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Singer Erin Neff Blends Music and Art to Create Mesmerizing Results

erin neff

For this weekend’s concerts, we will be joined by our featured soloist, mezzo-soprano Erin Neff. She has been performed at the Telluride Chamber Music Festival and Jewish Music Festival, sang multiple roles with the San Francisco Opera, and even made her directorial debut at the Mendocino Music Festival. In addition to performing and directing, Neff has also applied her vocal talent towards elaborate art installations. Her works include public and outdoor exhibitions, and often incorporate different languages and vocal techniques. “I focus on a space and then do something unexpected with it,” she explained.

Neff began collaborating with artist Lewis de Soto about 15 years ago. de Soto, a professor of art at San Francisco State University, develops multimedia projects with dynamic elements such as light, sound and sculpture using a range of mediums. Their most recent work, Tahquitz, was inspired by the Cahuilla tribe in Southern California, whose indigenous language already includes multi-pitch patterns, a skill called ‘bird singing’.  The Tahquitz is an ancient creature associated with the origin of the Cahuilla people. “I was responsible for transcribing a recording of a tribe elder reciting the story in his language and in English,” said Neff. “After that, I taught it to myself and set the words to music.” The completed showcase was displayed at UC Riverside’s Culver Center for the Arts where large boulder, constructed in the same manner as a stage prop, hung above visitors in the gallery’s lobby. The heavy presence represented Tahquitz Peak, a sacred location to the Cahuilla. Click here to hear the California Report’s coverage of the exhibit.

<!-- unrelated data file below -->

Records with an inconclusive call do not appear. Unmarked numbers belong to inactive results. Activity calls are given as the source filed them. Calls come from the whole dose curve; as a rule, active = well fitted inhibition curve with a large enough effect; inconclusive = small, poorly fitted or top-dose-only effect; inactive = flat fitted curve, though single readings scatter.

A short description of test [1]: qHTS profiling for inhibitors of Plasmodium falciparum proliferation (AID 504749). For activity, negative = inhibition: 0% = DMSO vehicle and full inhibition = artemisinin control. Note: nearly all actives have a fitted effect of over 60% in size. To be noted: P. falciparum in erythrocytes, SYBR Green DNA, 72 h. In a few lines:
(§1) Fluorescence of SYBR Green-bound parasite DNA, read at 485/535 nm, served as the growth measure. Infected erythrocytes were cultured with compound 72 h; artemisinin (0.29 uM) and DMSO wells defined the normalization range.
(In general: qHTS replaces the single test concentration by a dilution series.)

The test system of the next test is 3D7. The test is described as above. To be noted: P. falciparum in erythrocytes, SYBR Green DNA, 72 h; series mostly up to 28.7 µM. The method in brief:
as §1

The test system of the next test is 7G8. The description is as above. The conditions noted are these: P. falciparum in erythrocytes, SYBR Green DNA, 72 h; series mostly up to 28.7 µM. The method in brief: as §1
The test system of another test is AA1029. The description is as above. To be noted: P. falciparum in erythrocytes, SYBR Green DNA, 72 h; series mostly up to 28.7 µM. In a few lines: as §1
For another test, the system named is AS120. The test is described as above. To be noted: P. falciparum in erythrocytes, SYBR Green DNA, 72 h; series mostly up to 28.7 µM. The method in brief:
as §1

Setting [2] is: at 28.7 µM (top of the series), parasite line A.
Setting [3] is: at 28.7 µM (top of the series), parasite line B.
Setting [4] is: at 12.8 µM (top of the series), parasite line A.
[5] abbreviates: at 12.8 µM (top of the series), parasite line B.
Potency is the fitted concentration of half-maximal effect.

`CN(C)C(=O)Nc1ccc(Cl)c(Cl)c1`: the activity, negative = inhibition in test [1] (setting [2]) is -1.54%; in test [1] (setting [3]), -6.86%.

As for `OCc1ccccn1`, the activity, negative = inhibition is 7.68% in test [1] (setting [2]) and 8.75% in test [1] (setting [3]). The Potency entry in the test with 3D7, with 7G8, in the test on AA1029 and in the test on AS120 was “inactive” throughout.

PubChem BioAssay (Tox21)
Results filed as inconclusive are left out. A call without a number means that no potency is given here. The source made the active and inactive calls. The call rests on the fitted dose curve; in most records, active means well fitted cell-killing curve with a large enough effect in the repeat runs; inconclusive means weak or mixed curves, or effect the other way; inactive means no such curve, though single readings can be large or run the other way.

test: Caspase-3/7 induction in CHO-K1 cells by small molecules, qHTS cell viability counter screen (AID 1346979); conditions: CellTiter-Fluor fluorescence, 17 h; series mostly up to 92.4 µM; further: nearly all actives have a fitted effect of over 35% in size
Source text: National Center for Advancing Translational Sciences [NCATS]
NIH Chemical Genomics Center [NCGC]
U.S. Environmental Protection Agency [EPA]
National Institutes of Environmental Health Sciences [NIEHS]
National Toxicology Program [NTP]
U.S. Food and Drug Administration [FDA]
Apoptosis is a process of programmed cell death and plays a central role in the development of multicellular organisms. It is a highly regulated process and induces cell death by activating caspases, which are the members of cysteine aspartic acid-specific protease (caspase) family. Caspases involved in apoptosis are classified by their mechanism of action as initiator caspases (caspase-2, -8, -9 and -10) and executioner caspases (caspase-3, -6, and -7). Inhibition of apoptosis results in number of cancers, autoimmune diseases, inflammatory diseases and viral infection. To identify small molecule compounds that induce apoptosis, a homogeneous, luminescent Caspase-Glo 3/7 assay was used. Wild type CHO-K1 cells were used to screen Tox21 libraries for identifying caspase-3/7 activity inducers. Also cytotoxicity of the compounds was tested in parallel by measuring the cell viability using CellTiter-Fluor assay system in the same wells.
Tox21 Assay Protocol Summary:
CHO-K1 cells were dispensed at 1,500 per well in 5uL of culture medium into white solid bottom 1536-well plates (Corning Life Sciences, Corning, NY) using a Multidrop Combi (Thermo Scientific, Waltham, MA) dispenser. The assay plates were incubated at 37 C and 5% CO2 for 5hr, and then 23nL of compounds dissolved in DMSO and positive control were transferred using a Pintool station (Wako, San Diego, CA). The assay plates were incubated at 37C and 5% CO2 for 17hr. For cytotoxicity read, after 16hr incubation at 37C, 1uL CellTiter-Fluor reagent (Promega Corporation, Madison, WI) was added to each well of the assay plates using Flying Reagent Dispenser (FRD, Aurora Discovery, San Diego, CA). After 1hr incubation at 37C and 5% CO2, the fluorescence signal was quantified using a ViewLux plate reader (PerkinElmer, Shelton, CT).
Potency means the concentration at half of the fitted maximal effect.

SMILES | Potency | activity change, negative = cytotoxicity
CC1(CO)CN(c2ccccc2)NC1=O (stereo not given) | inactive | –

Tahquitz-Culver-main space3

In 2009, Neff and de Soto transformed an emergency exit corridor at the San Jose Institute of Contemporary Art into an elaborate sound installation titled Klage/Lament. Mounded around the room were four speakers projecting recordings of Neff performing excerpts from Hermann Hesse’s The Glass Bead Game at random intervals, which provided a constant shift in ambiance. The Glass Bead Game, Hesse’s final novel, is set in an unknown year in the future where young students learn an intricate game that requires a blend of skills in arts and sciences. The prominent theme from the novel echoed in Klage/Lament is the inevitable factor of change. This piece has additionally been installed at the Beall Center for Art and Technology at UC Irvine. Read more here.

Hear Erin Neff and the Symphony of the Redwoods this weekend, Sat. Feb. 6 at 8pm and Sun. Feb. 7 at 2pm. Both performances at Cotton Auditorium, Fort Bragg. Tickets are $20, guests 18 and under free.

Click here to buy tickets

Click here to RSVP on Facebook 



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